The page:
I don’t talk about the bladder—and the trouble it causes—as often as I should.
After all, bladder control problems, such as leaking urine, are common.
Fortunately, there are simple ways to improve bladder control and quality of life.
Let me explain…
Three effective lifestyle changes
Before trying other types of treatments to treat incontinence (such as medicines or surgery) I highly recommend trying some safe, easy, effective lifestyle changes first.
After all, you don’t have to attribute your accidents and urges on old age. Instead, here are three of the leading culprits…
Drinking too much, especially late at night. I’m always harping on the importance of drinking more water. But there are some things to consider, especially if you’re always running to the bathroom in the middle of the night.
If that sounds like you, try ingesting more of your fluids earlier in the day, stopping several hours before bedtime. The same rule can apply for public outings or long car rides… stop several hours before.
Remember, what goes IN must also come OUT. That includes fluids from soup and fresh produce, too.
Drinking too little, any time of day. Now, I should also warn that there’s a delicate balance here. Because not drinking enough water results in waste buildup, causing you to go more often, but in smaller amounts.
A good way to know if you’re drinking enough is through the color of your urine.
Dark yellow with a strong odor? Drink MORE. Light-to-clear yellow and relatively odorless? Perfect.
Determine—and then limit—irritants. Coffee, tea, alcohol, carbonated drinks (with or without caffeine), and chocolate can sometimes irritate the bladder or cause you to go more often.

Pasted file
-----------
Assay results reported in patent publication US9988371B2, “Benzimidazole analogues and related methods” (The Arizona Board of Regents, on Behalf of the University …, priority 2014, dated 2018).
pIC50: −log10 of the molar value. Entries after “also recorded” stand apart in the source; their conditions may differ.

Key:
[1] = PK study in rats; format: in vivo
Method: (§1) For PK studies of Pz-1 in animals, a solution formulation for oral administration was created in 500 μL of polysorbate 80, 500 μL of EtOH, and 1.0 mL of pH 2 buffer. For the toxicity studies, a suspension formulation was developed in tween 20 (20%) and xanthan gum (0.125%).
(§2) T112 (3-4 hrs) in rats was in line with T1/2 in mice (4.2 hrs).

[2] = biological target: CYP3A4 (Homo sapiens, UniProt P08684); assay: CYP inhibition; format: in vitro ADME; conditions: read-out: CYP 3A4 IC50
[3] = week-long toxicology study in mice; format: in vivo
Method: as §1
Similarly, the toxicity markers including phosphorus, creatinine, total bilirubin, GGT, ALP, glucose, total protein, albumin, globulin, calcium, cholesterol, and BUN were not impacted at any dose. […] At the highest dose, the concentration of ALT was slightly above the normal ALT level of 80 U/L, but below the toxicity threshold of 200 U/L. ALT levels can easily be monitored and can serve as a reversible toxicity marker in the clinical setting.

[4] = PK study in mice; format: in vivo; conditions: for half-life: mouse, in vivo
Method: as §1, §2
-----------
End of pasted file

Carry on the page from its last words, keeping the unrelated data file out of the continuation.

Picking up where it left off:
To determine if they’re troublesome, avoid them for about a week and see if your symptoms improve. Then, add one item back every three days and note any trends.
More bladder support
People with overly active bladders get accustomed to urinating often—and sometimes even go at the slightest urge. This behavior eventually creates unnecessary impulses to urinate.
To regain control, try going to the toilet at set times. If you’re able to increase the time between urinating little by little, you’ll allow the bladder to fill more fully—eventually eliminating the undesired urge to urinate so often.
You can also try pelvic floor exercises, known as Kegels. (And for the men reading this, even if you don’t have urinary issues, Kegel exercises will help maintain and strengthen your erection.)
You can find explanatory videos online—but simply squeeze the pelvic floor muscles (as though trying to stop the flow of urine) for three seconds, relax for a count of three, and repeat often.
And finally, be mindful about certain medications (ask your physician if any act as a diuretic), excess weight, smoking, and inactivity—all of which can play a part in bladder control problems.
I expand on these—and more—with SIX specific tips to combat urinary incontinence in the December 2022 issue of my monthly Logical Health Alternatives newsletter (“ATTENTION WOMEN: Living in fear of leaks and bathroom emergencies!?”).
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“Bladder control: Lifestyle strategies ease problems.” Mayo Clinic, May 17, 2023. (mayoclinic.org/diseases-conditions/urinary-incontinence/in-depth/bladder-control-problem/art-20046597)